An international collaborative group of research institutions and industry announced that it has received approximately US$ 2 million from the Wellcome Trust for a 3-year project to develop improved Foot-and-Mouth Disease (FMD) vaccines.
Researchers from the Institute for Animal Health (United Kingdom), University of Oxford (United Kingdom), Agricultural Research Council-Onderstepoort Veterinary Institute (South-Africa), Agricultural Research Service, USDA - Foreign Animal Disease Research Unit at Plum Island (United States) and Intervet/Schering-Plough Animal Health (The Netherlands) have joined together to use the latest molecular biology techniques to improve conventional vaccines against this disease.
FMD viruses are prone to mutation, which means that new vaccine strains have to be continually developed. This involves adapting a strain of virus from the field to be able to infect the specialized cells that are used for the vaccine manufacturing process. However, during this process, the virus can change in other ways such that it no longer resembles the field virus and doesn’t offer protection against the disease.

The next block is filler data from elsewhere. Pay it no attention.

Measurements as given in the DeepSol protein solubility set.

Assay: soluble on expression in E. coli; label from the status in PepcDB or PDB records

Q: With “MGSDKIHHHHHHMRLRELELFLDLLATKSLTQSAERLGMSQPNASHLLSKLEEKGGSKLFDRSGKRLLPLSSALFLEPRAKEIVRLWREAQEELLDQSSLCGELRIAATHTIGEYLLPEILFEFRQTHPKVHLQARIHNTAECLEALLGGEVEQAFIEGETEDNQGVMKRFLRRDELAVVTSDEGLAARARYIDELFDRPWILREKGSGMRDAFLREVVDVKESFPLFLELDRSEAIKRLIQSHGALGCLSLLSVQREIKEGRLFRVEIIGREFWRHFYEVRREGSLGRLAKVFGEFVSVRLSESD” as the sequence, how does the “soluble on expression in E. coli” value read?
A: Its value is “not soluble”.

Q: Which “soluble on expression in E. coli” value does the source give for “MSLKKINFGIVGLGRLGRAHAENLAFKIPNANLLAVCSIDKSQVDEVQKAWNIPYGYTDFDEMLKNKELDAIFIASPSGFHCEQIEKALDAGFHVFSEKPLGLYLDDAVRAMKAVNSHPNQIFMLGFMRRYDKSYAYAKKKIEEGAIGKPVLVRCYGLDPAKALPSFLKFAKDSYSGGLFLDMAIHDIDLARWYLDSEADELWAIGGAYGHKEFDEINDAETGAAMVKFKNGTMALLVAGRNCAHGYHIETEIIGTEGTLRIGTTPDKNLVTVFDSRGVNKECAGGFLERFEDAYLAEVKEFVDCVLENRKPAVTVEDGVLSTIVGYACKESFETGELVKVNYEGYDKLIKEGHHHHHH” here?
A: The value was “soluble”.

“The consortium will capitalize on the expertise of the participating organizations to develop a standard procedure whereby strains of FMD virus can be modified to make virus particles that are both more stable and able to attach well to the cells that are used to make FMD vaccines on a commercial scale”, explained Dr. Bryan Charleston at the Institute for Animal Health, who leads the partnership. “By increasing the efficacy, improving stability and increasing the production yield, we hope to make FMD vaccines that are more cost-effective for widespread use.”
Richard Seabrook, Head of Business Development at the Wellcome Trust said: “The Wellcome Trust is delighted to support this international collaboration to develop better, more cost effective vaccines against FMD. This much needed development should help to reduce the huge economic burden that the disease places on the farming industry, particularly in the developing world.”